595

Bruce CC, Zhao C, Franklin RJ (2010) Remyelination—an effective means of neuroprotection. Horm Behav 57:56 – 62. Chan JR, Phillips LJ 2nd, Glaser M (1998) Glucocorticoids and progestins signal the initiation and enhance the rate of myelin formation. Proc Natl Acad Sci U S A 95:10459 –10464. Chesik D, De Keyser J (2010) Progesterone and dexamethasone differentially regulate the IGF-system in glial cells. Neurosci Lett 468:178 –182. Confavreux C, Hutchinson M, Hours MM, Cortinovis-Tourniaire P, Moreau T (1998) Rate of pregnancy-related relapse in multiple sclerosis. N Engl J Med 339:285–291. De Nicola AF, Labombarda F, Gonzalez Deniselle MC, Gonzalez SL, Garay L, Meyer M, Gargiulo G, Guennoun R, Schumacher M (2009) Progesterone neuroprotection in traumatic CNS injury and motoneuron degeneration. Front Neuroendocrinol 30:173–187. Druckmann R, Druckmann MA (2005) Progesterone and the immunology of pregnancy. J Steroid Biochem Mol Biol 97:389 –396. El-Etr M, Vukusic S, Gignoux L, Durand-Dubief F, Achiti I, Baulieu EE, Confavreux C (2005) Steroid hormones in multiple sclerosis. J Neurol Sci 233:49 –54. Elliot GA, Gibbons AJ, Greig ME (1973) A comparison of the effects of melengestrol acetate with a combination of hydrocortisone acetate and medroxyprogesterone acetate and with other steroids in the treatment of experimental allergic encephalomyelitis in Wistar rats. Acta Neuropathol 23:95–104. Ferrini M, Lima A, De Nicola AF (1995) Estradiol abolishes autologous down regulation of glucocorticoid receptors in brain. Life Sci 57:2403–2412. Gago N, Akwa Y, Sananès N, Guennoun R, Baulieu EE, El-Etr M, Schumacher M (2001) Progesterone and the oligodendroglial lineage: stage-dependent biosynthesis and metabolism. Glia 36: 295–308. Garay L, Deniselle MCG, Lima A, Roig P, De Nicola AF (2007) Effects of progesterone in the spinal cord of a mouse model of multiple sclerosis. J Steroid Biochem Mol Biol 107:228 –237. Garay L, Deniselle MCG, Gierman L, Meyer M, Lima A, Roig P, De Nicola AF (2008) Steroid protection in the experimental autoimmune encephalomyelitis model of multiple sclerosis. Neuroimmunomodulation 15:76 – 83. Garay L, Deniselle MCG, Meyer M, Costa JJ, Lima A, Roig P, De Nicola AF (2009) Protective effects of progesterone administration on axonal pathology in mice with experimental autoimmune encephalomyelitis. Brain Res 1283:177–185. Gewert K, Sundler R (1995) Dexamethasone down-regulates the 85 kDa phospholipase A2 in mouse macrophages and suppresses its activation. Biochem J 307:499 –504. Ghasemlou N, Jeong SY, Lacroix S, David S (2007) T cells contribute to lysophosphatidylcholine-induced macrophage activation and demyelination in the CNS. Glia 55:294 –302. Ghoumari AM, Ibanez C, El-Etr M, Leclerc P, Eychenne B, O’Malley BW, Baulieu EE, Schumacher M (2003) Progesterone and its metabolites increase myelin basic protein expression in organotypic slice cultures of rat cerebellum. J Neurochem 86:848 – 859. Ghoumari AM, Baulieu EE, Schumacher M (2005) Progesterone increases oligodendroglial cell proliferation in rat cerebellar slice cultures. Neuroscience 135:47–58. Gordon EJ, Myers KJ, Dougherty JP, Rosen H, Ron Y (1995) Both anti-CD11a (LFA-1) and anti-CD11b (MAC-1) therapy delay the onset and diminish the severity of experimental autoimmune encephalomyelitis. J Neuroimmunol 62:153–160. Guennoun R, Benmessahel Y, Delespierre B, Gouézou M, Rajkowski KM, Baulieu EE, Schumacher M (2001) Progesterone stimulates Krox-20 gene expression in Schwann cells. Brain Res Mol Brain Res 90:75– 82. Hall SM (1972) The effect of injections of lysophosphatidyl choline into white matter of the adult mouse spinal cord. J Cell Sci 10:535–546.

596

L. Garay et al. / Neuroscience 192 (2011) 588 –597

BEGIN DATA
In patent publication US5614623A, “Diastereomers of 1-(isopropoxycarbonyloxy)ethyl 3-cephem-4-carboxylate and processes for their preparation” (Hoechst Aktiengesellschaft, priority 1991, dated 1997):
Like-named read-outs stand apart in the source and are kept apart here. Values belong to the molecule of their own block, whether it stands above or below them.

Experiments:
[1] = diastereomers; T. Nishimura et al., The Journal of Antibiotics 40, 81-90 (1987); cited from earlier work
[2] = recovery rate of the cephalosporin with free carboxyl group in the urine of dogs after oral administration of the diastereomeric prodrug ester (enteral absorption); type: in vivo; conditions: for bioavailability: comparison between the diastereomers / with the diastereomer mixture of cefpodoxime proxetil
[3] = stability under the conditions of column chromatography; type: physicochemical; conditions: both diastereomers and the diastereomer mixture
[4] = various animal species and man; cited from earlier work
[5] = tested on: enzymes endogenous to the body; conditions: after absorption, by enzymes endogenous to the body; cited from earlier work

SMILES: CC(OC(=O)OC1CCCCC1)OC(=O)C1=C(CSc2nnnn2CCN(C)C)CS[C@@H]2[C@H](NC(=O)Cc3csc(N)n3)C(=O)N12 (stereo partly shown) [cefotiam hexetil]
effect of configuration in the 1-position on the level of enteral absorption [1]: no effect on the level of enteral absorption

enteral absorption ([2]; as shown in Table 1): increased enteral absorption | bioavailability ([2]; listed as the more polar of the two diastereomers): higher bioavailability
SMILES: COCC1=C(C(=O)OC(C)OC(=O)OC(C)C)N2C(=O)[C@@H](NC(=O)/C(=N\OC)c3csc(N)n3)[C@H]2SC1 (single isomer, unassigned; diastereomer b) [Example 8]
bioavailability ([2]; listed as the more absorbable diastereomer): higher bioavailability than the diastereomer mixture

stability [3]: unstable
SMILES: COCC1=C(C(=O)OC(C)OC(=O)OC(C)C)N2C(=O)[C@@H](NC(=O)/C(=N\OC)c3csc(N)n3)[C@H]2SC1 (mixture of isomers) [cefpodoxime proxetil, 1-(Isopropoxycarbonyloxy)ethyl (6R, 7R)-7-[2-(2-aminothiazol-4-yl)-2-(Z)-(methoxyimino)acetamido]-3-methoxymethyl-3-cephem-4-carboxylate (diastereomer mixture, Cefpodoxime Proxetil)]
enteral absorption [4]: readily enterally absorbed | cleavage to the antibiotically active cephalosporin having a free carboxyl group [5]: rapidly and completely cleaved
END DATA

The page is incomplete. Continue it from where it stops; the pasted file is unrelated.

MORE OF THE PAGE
Hoffman GE, Le WW, Murphy AZ, Koski CL (2001) Divergent effects of ovarian steroids on neuronal survival during experimental allergic encephalitis in Lewis rats. Exp Neurol 171:272–284. Holinka CF, Tseng YC, Finch CE (1979) Reproductive aging in C57BL/6J mice: plasma progesterone, viable embryos and resorption frequency throughout pregnancy. Biol Reprod 20:1201–1211. Howell OW, Rundle JL, Garg A, Komada M, Brophy PJ, Reynolds R (2010) Activated microglia mediate axoglial disruption that contributes to axonal injury in multiple sclerosis. J Neuropathol Exp Neurol 69:1017–1033. Hughes MD (2004) Multiple sclerosis and pregnancy. Neurol Clin 22:757–769. Ibanez C, Shields SA, Liere P, El-Etr M, Baulieu EE, Schumacher M, Franklin RJM (2004) Systemic progesterone administration results in a partial reversal of the age-associated decline in CNS remyelination following toxin-induced demyelination in male rats. Neuropathol Appl Neurobiol 30:80 – 89. Jeffery ND, Blakemore WF (1995) Remyelination of mouse spinal cord axons demyelinated by local injection of lysolecithin. J Neurocytol 24:775–781. Kim JH, Budde MD, Liang HF, Klein RS, Russell JH, Cross AH, Song SK (2006) Detecting axon damage in spinal cord from a mouse model of multiple sclerosis. Neurobiol Dis 21:626 – 632. Kim S, Liva SM, Dalal MA, Verity MA, Voskuhl RR (1999) Estriol ameliorates autoimmune demyelinating disease: implications for multiple sclerosis. Neurology 52:1230 –1238. Koenig HL, Schumacher M, Ferzaz B, Thi AN, Ressouches A, Guennoun R, Jung-Testas I, Robel P, Akwa Y, Baulieu EE (1995) Progesterone synthesis and myelin formation by Schwann cells. Science 268:1500 –1502. Kurusu S, Ishii S, Kawaminami M (2007) Changes in rat uterine and cervical phospholipase A2 activity following progesterone agonist or antagonist administration at term. J Reprod Dev 53:345–350. Labombarda F, Gonzalez SL, Deniselle MCG, Guennoun R, Schumacher M, De Nicola AF (2002) Cellular basis for progesterone neuroprotection in the injured spinal cord. J Neurotrauma 19: 343–355. Labombarda F, Gonzalez S, Gonzalez Deniselle MC, Garay L, Guennoun R, Schumacher M, De Nicola AF (2006) Progesterone increases the expression of myelin basic protein and the number of cells showing NG2 immunostaining in the lesioned spinal cord. J Neurotrauma 23:181–192. Labombarda F, Gonzalez S, Lima A, Roig P, Guennoun R, Schumacher M, De Nicola AF (2009) Effects of progesterone on oligodendrocyte progenitors, oligodendrocyte transcription factors, and myelin proteins following spinal cord injury. Glia 57:884 – 897. Leonelli E, Bianchi R, Cavaletti G, Caruso D, Crippa D, Garcia-Segura LM, Lauria G, Magnaghi V, Roglio I, Melcangi RC (2007) Progesterone and its derivatives are neuroprotective agents in experimental diabetic neuropathy: a multimodal analysis. Neuroscience 144:1293–1304. Levine JM, Reynolds R, Fawcett JW (2001) The oligodendrocyte precursor cell in health and disease. Trends Neurosci 24:39 – 47. Livak KJ, Schmittgen TD (2001) Analysis of relative gene expression data using real-time quantitative PCR and the 2(-Delta Delta C(T)) method. Methods 25:402– 408. Mathisen PM, Kawczak M, Yu M, Johnson JM, Tuohy VK (2001) Differential DM20 mRNA expression distinguishes two distinct patterns of spontaneous recovery from murine autoimmune encephalomyelitis. J Neurosci Res 64:542–551. Melcangi RC, Magnaghi V, Martini L (2000) Aging in peripheral nerves: regulation of myelin protein genes by steroid hormones. Prog Neurobiol 60:291–308. Meyer M, Gonzalez Deniselle MC, Garay LI, Monachelli GG, Lima A, Roig P, Guennoun R, Schumacher M, De Nicola AF (2010) Stage dependent effects of progesterone on motoneurons and glial cells of wobbler mouse spinal cord degeneration. Cell Mol Neurobiol 30:123–135.